*Theophilus Cibber, the subject of this ludicrous memoir, was the son of Colley Cibber, and possessed all his father's shameless effrontery, without his talents. His merit as an actor was not great, and he is entitled to still less praise as an author; yet he received twenty guineas for lending his name to the Lives of the Poets, written by Shiels. profligate and extravagant habits gave him a notoriety to which be had no other pretension. He was the husband of the celebrated tragic actress Maria Cibber, whom he inveigled into an illicit intercourse with a nobleman, with the intention, as it afterwards appeared, of obtaining heavy damages. In this his principal object was defeated, and a separation took place between himself and his wife. He was drowned on his passage to Ireland, where he had a theatrical engagement, in 1757.-B.

However, he early discovered an inclination to follow lewd courses: he refused to take the advice of his parents, and pursued the bent of his inclination; he played at cards on Sundays; called himself a gentleman; fell out with his mother and laundress; and, even in these early days, his father was frequently heard to observe, that young The. would be hanged.

As he advanced in years, he grew more fond of pleasure; would eat an ortolan for dinner, though he begged the guinea that bought it; and was once known to give three pounds for a plate of green pease, which he had collected over-night as charity for a friend in distress he ran into debt with every body that would trust him, and none could build a sconce better than he; so that at last his creditors swore, with one accord, that The. would be hanged.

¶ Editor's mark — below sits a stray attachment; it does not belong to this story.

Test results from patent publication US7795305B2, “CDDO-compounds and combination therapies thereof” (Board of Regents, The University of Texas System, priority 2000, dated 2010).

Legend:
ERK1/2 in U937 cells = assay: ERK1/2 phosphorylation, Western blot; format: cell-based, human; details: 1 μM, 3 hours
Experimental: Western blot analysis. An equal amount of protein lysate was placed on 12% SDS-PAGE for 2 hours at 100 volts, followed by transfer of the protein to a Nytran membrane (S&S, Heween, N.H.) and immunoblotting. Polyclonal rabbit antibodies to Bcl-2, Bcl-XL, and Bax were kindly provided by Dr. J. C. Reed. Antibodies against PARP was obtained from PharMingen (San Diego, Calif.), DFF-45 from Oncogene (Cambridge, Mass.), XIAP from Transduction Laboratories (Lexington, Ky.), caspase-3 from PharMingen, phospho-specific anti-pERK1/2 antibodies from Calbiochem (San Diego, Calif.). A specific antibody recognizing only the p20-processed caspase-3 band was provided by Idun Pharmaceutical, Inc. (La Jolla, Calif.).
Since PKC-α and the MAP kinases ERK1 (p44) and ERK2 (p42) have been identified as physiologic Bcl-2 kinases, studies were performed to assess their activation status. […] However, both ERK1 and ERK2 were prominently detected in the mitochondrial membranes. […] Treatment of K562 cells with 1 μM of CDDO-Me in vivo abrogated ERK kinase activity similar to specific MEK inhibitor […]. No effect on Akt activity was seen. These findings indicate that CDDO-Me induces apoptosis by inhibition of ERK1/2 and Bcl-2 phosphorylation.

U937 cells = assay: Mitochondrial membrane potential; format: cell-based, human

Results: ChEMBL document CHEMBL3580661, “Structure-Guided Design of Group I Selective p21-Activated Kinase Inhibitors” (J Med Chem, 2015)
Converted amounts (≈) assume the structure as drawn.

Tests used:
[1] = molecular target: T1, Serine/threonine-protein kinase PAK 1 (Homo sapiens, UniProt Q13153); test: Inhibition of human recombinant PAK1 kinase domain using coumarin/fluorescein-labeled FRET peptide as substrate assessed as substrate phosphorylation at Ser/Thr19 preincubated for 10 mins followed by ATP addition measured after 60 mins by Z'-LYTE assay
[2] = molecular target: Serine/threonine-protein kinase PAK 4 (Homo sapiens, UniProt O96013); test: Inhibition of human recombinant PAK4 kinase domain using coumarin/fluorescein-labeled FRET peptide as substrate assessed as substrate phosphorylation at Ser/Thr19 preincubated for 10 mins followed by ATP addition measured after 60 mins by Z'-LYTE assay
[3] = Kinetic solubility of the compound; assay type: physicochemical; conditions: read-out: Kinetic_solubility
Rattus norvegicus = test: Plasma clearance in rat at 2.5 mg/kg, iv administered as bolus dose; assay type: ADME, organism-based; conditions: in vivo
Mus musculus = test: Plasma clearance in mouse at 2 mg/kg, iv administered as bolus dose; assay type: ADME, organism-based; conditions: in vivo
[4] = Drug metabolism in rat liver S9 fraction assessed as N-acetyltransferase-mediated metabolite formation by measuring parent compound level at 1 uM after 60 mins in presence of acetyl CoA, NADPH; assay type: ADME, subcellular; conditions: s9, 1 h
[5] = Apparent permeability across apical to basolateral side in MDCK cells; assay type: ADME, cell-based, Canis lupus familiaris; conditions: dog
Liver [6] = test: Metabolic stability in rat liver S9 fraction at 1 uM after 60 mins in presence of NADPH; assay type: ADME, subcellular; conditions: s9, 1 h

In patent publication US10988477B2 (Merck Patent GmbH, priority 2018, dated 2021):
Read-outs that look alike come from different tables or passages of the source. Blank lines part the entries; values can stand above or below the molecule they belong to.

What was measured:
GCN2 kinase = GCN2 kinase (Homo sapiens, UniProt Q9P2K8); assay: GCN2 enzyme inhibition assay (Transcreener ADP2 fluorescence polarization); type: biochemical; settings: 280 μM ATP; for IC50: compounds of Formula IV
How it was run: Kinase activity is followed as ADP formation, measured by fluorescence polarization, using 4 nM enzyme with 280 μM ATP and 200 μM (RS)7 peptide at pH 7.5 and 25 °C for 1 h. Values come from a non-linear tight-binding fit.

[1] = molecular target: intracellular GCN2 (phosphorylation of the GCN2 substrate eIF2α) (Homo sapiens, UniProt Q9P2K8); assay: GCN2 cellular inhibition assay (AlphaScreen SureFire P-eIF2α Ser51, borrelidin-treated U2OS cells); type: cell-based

But as getting into debt by a man who had no visible means but impudence for a subsistence, is a thing that every reader is not acquainted with, I must explain that point a little, and that to his satisfaction.

There are three ways of getting into debt; first, by pushing a face; as thus: "You, Mr Lutestring, send me home six yards of that paduasoy, damme; but, harkee, don't think I ever intend to pay you for it, damme." At this the mercer laughs heartily; cuts off the paduasoy, and sends it home; nor is he, till too late, surprised to find the gentleman had said nothing but the truth, and kept his word.

The second method of running into debt is called fineering; which is getting goods made in such a fashion as to be unfit for every other purchaser; and if the tradesman refuses to give them on credit, then threaten to leave them upon his hands.

But the third and best method is called, "being the good customer." The gentleman first buys some trifle, and pays for it in ready money; he comes a few days after with nothing about him but bank bills, and buys, we will suppose, a sixpenny tweezer-case ; the bills are too great to be changed, so he promises to return punctually the day after and pay for what he has bought. In this promise he is punctual, and this is repeated for eight or ten times, till his face is well known, and he has got at last the character of a good customer by this means he gets credit for something considerable, and then never pays for it.

In all this, the young man who is the unhappy subject

of our present reflections was very expert; and could face, fineer, and bring custom to a shop with any man in England: none of his companions could exceed him in this; and his very companions at last said, that The. would be hanged.

As he grew old, he grew never the better: he loved ortolans and green pease as before: he drank gravy soup when he could get it, and always thought his oysters tasted best when he got them for nothing, or, which was just the same, when he bought them upon tick: thus the old man kept up the vices of the youth, and what he wanted in power, he made up by inclination; so that all the world thought that old The. would be hanged.